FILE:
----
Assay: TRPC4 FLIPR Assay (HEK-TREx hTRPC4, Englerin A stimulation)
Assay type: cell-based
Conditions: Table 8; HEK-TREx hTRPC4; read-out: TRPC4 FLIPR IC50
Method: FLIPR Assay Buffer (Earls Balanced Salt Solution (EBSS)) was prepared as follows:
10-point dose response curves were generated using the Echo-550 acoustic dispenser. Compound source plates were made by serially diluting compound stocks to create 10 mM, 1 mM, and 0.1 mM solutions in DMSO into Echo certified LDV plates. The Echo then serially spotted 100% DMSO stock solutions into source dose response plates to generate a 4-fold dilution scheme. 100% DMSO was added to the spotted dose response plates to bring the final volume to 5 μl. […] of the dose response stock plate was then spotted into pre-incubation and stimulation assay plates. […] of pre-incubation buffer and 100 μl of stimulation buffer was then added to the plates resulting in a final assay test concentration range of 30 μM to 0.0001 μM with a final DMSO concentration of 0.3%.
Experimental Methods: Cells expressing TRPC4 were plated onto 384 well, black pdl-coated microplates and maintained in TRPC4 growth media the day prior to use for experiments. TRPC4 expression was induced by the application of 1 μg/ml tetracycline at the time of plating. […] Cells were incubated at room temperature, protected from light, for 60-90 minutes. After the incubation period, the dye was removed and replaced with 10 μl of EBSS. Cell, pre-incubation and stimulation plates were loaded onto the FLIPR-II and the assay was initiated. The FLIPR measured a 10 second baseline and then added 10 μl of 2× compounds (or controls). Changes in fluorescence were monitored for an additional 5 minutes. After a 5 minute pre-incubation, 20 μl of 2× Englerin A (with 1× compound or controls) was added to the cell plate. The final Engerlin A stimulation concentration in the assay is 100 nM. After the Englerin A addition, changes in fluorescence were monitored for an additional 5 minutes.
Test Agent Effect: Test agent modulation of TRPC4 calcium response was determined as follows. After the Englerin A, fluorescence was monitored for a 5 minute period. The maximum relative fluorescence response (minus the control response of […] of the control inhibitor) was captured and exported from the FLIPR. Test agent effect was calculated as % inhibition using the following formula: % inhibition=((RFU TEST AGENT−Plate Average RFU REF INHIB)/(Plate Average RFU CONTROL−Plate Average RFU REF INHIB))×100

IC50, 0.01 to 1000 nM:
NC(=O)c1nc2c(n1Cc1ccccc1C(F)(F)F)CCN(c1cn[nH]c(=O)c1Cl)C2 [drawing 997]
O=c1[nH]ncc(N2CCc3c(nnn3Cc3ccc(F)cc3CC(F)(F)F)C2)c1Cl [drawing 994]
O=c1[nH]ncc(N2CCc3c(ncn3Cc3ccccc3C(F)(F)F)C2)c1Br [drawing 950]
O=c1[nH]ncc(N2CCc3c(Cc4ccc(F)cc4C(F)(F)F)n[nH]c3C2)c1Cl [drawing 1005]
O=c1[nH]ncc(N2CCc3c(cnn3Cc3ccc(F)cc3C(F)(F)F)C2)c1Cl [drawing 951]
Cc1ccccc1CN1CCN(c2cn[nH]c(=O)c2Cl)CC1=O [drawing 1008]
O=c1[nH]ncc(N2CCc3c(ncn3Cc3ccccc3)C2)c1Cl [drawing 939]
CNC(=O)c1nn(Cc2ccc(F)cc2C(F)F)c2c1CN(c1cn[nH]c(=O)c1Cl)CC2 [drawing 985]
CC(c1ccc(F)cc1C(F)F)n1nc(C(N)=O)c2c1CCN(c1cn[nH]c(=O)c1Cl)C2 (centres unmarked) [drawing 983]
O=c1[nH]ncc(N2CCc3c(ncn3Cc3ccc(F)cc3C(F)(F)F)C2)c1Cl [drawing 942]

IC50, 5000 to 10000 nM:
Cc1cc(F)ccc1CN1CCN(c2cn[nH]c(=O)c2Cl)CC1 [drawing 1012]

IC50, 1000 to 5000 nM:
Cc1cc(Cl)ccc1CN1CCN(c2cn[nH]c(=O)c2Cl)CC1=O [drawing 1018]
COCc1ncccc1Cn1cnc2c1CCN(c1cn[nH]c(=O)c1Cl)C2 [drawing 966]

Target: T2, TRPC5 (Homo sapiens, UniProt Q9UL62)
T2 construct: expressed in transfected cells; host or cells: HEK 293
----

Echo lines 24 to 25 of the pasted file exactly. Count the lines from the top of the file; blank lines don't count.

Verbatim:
Target: T2, TRPC5 (Homo sapiens, UniProt Q9UL62)
T2 construct: expressed in transfected cells; host or cells: HEK 293